Location
Above
confluence
with Second
1
River
Upstream of
Beatties Dam
Drainage
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Area (mi )
FIS
1%
New %Diff
FIS
0.2%
New %Diff
906
30,200 30,772 2% 46,200 43,185 -7%
777.2
21,700 21,469 -1% 30,200 30,008 -1%
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100-Yr Hydrograph on Passaic
River above Second River
Risk Analysis
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Proposed Mapping Above
Little Falls
Risk Analysis
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Conclusions
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 Gage transfer procedures for large watersheds need to be used
carefully.
 Steady State Assumptions for Flood Studies need to be better
supported particularly when related to storage and possible flow
reversals during 100 year events.
 Procedures for developing rainfall distributions for large
watersheds is limited
 Data management requirements for large studies could benefit
from familiarity with tools, such as HEC-WAT 1.0, for linking HECHMS and Unsteady HEC-RAS Models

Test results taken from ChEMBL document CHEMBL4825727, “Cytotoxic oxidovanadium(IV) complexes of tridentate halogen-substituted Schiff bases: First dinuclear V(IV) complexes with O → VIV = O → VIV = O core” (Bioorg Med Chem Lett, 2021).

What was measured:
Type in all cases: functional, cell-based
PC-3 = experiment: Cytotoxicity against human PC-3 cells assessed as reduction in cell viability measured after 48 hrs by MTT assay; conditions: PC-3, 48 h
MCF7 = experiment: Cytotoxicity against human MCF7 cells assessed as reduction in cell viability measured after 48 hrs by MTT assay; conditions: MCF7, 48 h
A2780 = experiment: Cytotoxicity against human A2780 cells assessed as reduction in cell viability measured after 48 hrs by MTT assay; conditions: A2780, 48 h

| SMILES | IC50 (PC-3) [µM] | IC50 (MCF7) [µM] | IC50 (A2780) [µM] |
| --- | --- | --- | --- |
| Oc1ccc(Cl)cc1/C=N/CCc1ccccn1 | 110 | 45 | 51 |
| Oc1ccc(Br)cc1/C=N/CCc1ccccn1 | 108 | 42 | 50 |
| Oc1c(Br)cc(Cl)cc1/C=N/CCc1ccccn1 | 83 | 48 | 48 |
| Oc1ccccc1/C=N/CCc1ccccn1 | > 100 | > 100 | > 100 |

 Approximate 2-D Unsteady State Modeling needed to validate the
1-D Analysis Assumptions
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Acknowledgements
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 Alicia F. Gould & Roy Messaros (USACE, New York)
• USACE 1995 General Design Memorandum which
included a detailed hydrologic and hydraulic analysis of
the Passaic River Basin, including an digital version of the
UNET hydraulic model for the Passaic River and
Tributaries
 Patti Wnek & Joe Ostrowkski (National Weather
Service/NOAA/Middle Atlantic River Forecast Center)
 Alice Yeh (US EPA)
 Joe Ruggeri (NJ Department of Environmental
Protection)
 Bob (Robert) Schopp, Kara Watson (NJ USGS)